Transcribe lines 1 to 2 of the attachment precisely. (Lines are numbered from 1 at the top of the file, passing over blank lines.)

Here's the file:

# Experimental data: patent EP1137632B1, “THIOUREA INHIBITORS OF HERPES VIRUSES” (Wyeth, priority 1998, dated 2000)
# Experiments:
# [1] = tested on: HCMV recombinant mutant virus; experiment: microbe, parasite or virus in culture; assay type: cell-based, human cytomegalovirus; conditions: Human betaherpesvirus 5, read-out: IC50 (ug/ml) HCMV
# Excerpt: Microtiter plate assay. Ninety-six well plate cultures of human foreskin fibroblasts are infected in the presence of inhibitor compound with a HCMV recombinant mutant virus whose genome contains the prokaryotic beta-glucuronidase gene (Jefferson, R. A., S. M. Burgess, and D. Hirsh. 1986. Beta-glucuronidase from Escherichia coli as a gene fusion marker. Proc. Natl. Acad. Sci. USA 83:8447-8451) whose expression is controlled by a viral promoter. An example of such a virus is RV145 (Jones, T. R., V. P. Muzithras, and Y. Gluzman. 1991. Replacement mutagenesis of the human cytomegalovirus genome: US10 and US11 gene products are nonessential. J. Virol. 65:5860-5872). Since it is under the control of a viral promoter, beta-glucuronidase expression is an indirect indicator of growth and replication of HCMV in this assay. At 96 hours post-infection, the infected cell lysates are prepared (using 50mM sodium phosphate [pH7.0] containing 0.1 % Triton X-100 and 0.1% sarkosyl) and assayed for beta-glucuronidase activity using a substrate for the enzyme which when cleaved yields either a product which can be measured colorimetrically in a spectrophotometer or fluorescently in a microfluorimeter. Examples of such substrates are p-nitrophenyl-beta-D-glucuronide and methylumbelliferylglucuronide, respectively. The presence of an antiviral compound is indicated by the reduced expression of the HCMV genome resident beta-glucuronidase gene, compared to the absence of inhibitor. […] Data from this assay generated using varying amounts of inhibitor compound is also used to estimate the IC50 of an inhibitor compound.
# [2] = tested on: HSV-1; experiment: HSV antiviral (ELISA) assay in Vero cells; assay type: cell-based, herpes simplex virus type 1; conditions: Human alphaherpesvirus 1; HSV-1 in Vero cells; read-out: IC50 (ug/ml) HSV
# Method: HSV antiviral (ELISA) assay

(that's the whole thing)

# Experimental data: patent EP1137632B1, “THIOUREA INHIBITORS OF HERPES VIRUSES” (Wyeth, priority 1998, dated 2000)
# Experiments: